In the past two months there have been an unusual number of seemingly breakthrough studies in brain science published – hard core things that involve mapping and tracking neurons. All of these findings are getting researchers closer to understanding how the brain forms, stores, and accesses memories and what happens when things go wrong in that neuronal network.
It felt like there were too many gems not to share a brief bit and a link to at least a couple of those pieces of game changing scientific inquiry.
Two studies, summarized in Science Codex, might just re-shape how science looks at the neuro-degeneration that leads to cognitive decline as part of dementia. The first study, out of University of California, San Francisco, looked at “wiring diagrams” of the brain in specific diseases and how their “epicenters” relate to disease progression. The second, out of Cornell’s Weill Medical College, builds on that model and could, as the body of research and practice expands, lead to a means to predict cognitive decline with disease progression. That feels huge….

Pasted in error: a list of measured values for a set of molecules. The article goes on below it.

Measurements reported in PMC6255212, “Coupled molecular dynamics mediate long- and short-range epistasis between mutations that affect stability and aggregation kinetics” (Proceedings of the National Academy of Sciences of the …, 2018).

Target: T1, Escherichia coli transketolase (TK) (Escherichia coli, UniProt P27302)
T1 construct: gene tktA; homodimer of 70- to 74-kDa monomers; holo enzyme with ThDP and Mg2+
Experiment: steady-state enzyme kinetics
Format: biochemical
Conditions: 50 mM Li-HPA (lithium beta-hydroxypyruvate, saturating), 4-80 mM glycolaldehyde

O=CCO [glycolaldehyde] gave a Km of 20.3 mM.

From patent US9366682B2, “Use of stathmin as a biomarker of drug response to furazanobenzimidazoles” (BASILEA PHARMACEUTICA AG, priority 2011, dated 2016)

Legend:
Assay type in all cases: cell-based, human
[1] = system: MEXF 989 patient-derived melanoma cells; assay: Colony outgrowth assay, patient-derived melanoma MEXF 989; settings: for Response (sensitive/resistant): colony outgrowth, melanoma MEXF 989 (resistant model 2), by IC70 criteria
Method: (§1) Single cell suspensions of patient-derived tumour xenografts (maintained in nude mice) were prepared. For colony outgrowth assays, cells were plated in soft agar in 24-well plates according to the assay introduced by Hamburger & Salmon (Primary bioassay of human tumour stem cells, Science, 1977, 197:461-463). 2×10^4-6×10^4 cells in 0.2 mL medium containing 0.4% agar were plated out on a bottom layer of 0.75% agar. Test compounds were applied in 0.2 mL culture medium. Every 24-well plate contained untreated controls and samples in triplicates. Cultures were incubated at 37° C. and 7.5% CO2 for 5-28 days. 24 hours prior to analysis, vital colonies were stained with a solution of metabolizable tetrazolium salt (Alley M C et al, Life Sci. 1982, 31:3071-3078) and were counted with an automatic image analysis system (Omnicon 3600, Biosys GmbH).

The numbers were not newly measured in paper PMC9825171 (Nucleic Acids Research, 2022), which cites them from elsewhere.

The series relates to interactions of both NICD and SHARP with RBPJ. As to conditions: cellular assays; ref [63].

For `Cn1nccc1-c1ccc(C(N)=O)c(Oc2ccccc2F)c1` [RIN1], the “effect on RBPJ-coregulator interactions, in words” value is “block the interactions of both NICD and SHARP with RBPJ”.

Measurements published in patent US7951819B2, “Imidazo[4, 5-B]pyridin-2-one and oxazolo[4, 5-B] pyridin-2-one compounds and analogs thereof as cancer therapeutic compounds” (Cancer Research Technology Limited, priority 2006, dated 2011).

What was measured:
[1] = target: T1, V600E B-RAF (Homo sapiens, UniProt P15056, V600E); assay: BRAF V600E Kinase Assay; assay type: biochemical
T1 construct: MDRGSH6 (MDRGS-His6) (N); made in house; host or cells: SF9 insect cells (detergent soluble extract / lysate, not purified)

Researchers out of University California, San Diego found a way to gain partial control of a specific memory. Yes, it is animal research and yes, the research group acknowledges that this is just step one in the monumental task of unlocking how memories are formed. This group, however, is working on how to control thoughts and memory formation by turning neurons off and on. The implications are pretty darn staggering.
Princeton University researchers found a way to detect patterns in neural activity that underly how the brain forms short-term memories that are used in making decisions. They found specific patterns of neural firing that relate to specific actions – there is a distinct and recognizable difference in neural firing between when the subject (the mouse) turned left or right. I know that sounds small but, since these clear findings are contrary to how neuroscientists believe working memory works, this type of inquiry and finding might lead to a real way to identify problems in working memory. Oh the places that discovery might lead….